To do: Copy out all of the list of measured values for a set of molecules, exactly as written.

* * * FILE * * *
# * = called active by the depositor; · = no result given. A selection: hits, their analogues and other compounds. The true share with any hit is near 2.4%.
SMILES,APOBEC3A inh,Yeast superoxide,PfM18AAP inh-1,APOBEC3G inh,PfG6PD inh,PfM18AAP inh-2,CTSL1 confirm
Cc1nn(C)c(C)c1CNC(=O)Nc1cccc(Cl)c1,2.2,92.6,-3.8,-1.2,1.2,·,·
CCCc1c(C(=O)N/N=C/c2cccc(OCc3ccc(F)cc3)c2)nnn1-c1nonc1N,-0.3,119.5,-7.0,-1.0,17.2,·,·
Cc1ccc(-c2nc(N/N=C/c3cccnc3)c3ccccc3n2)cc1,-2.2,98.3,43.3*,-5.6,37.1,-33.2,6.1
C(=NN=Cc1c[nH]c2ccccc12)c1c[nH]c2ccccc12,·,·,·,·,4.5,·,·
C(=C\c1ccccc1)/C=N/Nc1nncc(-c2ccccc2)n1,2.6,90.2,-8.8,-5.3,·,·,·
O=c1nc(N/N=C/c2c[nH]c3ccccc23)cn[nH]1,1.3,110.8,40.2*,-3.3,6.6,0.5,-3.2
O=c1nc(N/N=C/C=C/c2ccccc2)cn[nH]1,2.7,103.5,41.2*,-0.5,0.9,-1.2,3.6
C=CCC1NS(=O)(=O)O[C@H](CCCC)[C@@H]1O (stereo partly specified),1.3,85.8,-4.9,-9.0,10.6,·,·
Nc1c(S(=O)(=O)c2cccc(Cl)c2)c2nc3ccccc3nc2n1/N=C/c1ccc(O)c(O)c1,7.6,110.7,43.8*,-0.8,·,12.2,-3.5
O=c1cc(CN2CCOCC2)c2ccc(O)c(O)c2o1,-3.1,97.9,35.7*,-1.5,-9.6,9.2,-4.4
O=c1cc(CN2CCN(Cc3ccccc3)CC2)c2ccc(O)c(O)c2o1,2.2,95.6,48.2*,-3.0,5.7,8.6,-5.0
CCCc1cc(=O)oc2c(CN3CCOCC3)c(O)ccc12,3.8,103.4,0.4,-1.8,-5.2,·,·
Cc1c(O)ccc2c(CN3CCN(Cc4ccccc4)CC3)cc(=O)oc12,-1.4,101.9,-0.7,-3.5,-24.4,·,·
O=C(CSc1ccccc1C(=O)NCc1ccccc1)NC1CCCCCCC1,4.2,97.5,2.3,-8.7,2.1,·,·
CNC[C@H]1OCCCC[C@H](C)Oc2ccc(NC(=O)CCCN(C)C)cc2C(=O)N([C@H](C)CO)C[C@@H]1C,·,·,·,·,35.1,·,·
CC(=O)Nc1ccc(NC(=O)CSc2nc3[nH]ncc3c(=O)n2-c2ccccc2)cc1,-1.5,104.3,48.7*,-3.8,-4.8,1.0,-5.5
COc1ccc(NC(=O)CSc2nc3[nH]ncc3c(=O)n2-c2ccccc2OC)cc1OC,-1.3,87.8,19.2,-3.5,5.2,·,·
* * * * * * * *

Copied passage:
# * = called active by the depositor; · = no result given. A selection: hits, their analogues and other compounds. The true share with any hit is near 2.4%.
SMILES,APOBEC3A inh,Yeast superoxide,PfM18AAP inh-1,APOBEC3G inh,PfG6PD inh,PfM18AAP inh-2,CTSL1 confirm
Cc1nn(C)c(C)c1CNC(=O)Nc1cccc(Cl)c1,2.2,92.6,-3.8,-1.2,1.2,·,·
CCCc1c(C(=O)N/N=C/c2cccc(OCc3ccc(F)cc3)c2)nnn1-c1nonc1N,-0.3,119.5,-7.0,-1.0,17.2,·,·
Cc1ccc(-c2nc(N/N=C/c3cccnc3)c3ccccc3n2)cc1,-2.2,98.3,43.3*,-5.6,37.1,-33.2,6.1
C(=NN=Cc1c[nH]c2ccccc12)c1c[nH]c2ccccc12,·,·,·,·,4.5,·,·
C(=C\c1ccccc1)/C=N/Nc1nncc(-c2ccccc2)n1,2.6,90.2,-8.8,-5.3,·,·,·
O=c1nc(N/N=C/c2c[nH]c3ccccc23)cn[nH]1,1.3,110.8,40.2*,-3.3,6.6,0.5,-3.2
O=c1nc(N/N=C/C=C/c2ccccc2)cn[nH]1,2.7,103.5,41.2*,-0.5,0.9,-1.2,3.6
C=CCC1NS(=O)(=O)O[C@H](CCCC)[C@@H]1O (stereo partly specified),1.3,85.8,-4.9,-9.0,10.6,·,·
Nc1c(S(=O)(=O)c2cccc(Cl)c2)c2nc3ccccc3nc2n1/N=C/c1ccc(O)c(O)c1,7.6,110.7,43.8*,-0.8,·,12.2,-3.5
O=c1cc(CN2CCOCC2)c2ccc(O)c(O)c2o1,-3.1,97.9,35.7*,-1.5,-9.6,9.2,-4.4
O=c1cc(CN2CCN(Cc3ccccc3)CC2)c2ccc(O)c(O)c2o1,2.2,95.6,48.2*,-3.0,5.7,8.6,-5.0
CCCc1cc(=O)oc2c(CN3CCOCC3)c(O)ccc12,3.8,103.4,0.4,-1.8,-5.2,·,·
Cc1c(O)ccc2c(CN3CCN(Cc4ccccc4)CC3)cc(=O)oc12,-1.4,101.9,-0.7,-3.5,-24.4,·,·
O=C(CSc1ccccc1C(=O)NCc1ccccc1)NC1CCCCCCC1,4.2,97.5,2.3,-8.7,2.1,·,·
CNC[C@H]1OCCCC[C@H](C)Oc2ccc(NC(=O)CCCN(C)C)cc2C(=O)N([C@H](C)CO)C[C@@H]1C,·,·,·,·,35.1,·,·
CC(=O)Nc1ccc(NC(=O)CSc2nc3[nH]ncc3c(=O)n2-c2ccccc2)cc1,-1.5,104.3,48.7*,-3.8,-4.8,1.0,-5.5
COc1ccc(NC(=O)CSc2nc3[nH]ncc3c(=O)n2-c2ccccc2OC)cc1OC,-1.3,87.8,19.2,-3.5,5.2,·,·